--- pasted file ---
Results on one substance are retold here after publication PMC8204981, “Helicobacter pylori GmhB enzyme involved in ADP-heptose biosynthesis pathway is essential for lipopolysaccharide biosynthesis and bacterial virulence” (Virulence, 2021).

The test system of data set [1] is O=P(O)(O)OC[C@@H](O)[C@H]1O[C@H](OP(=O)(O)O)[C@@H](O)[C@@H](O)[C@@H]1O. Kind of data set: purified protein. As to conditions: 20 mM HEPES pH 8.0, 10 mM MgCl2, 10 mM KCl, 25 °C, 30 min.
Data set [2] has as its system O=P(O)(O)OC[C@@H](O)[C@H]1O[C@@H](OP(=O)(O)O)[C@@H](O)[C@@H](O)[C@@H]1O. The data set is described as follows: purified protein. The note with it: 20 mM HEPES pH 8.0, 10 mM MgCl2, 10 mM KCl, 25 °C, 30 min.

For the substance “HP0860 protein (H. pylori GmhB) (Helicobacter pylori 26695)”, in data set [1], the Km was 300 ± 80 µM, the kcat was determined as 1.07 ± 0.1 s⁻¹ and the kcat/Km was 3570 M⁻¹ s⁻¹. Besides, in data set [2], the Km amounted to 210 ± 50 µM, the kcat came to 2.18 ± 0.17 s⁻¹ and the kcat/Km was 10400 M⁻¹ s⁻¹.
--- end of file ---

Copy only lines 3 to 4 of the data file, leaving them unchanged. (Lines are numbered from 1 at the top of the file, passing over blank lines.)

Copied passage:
Data set [2] has as its system O=P(O)(O)OC[C@@H](O)[C@H]1O[C@@H](OP(=O)(O)O)[C@@H](O)[C@@H](O)[C@@H]1O. The data set is described as follows: purified protein. The note with it: 20 mM HEPES pH 8.0, 10 mM MgCl2, 10 mM KCl, 25 °C, 30 min.

For the substance “HP0860 protein (H. pylori GmhB) (Helicobacter pylori 26695)”, in data set [1], the Km was 300 ± 80 µM, the kcat was determined as 1.07 ± 0.1 s⁻¹ and the kcat/Km was 3570 M⁻¹ s⁻¹. Besides, in data set [2], the Km amounted to 210 ± 50 µM, the kcat came to 2.18 ± 0.17 s⁻¹ and the kcat/Km was 10400 M⁻¹ s⁻¹.